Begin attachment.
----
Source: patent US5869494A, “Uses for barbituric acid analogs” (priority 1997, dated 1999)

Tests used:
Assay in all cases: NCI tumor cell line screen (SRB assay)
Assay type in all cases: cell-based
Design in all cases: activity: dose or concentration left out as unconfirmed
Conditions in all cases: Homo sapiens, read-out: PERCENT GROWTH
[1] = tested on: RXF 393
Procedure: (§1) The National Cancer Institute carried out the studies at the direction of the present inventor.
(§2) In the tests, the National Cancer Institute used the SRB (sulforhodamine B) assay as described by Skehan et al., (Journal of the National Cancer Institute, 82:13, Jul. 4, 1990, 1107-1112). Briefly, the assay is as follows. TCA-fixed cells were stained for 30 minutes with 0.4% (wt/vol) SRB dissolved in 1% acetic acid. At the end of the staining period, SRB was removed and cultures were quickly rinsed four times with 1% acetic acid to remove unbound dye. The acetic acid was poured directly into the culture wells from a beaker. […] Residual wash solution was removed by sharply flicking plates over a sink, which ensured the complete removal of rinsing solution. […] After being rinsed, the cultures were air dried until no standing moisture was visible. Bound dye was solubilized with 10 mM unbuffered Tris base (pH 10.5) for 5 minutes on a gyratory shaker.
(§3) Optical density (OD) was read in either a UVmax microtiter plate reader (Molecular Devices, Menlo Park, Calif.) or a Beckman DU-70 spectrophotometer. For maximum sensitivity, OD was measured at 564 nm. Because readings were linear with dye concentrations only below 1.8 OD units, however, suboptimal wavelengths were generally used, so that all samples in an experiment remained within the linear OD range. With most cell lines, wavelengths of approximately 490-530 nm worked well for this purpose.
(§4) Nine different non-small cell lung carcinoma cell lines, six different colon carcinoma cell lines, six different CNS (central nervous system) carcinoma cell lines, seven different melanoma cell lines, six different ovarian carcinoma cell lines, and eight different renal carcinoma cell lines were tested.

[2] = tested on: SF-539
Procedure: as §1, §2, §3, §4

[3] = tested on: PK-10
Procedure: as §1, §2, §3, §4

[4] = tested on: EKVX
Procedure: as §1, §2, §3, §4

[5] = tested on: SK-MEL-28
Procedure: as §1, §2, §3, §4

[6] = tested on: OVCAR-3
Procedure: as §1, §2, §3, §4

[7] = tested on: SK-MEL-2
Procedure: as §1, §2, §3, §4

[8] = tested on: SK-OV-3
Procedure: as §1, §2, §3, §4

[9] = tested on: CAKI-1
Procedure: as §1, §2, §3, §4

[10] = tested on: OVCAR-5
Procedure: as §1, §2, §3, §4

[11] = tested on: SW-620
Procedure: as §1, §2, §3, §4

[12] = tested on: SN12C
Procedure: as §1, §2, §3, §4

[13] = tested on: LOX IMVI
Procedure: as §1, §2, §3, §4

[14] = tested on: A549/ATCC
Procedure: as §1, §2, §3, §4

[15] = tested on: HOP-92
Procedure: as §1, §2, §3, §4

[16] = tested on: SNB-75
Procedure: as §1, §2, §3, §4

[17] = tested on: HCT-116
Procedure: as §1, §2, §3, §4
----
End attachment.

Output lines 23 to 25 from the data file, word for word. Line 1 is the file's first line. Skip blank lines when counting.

Procedure: as §1, §2, §3, §4

[8] = tested on: SK-OV-3
Procedure: as §1, §2, §3, §4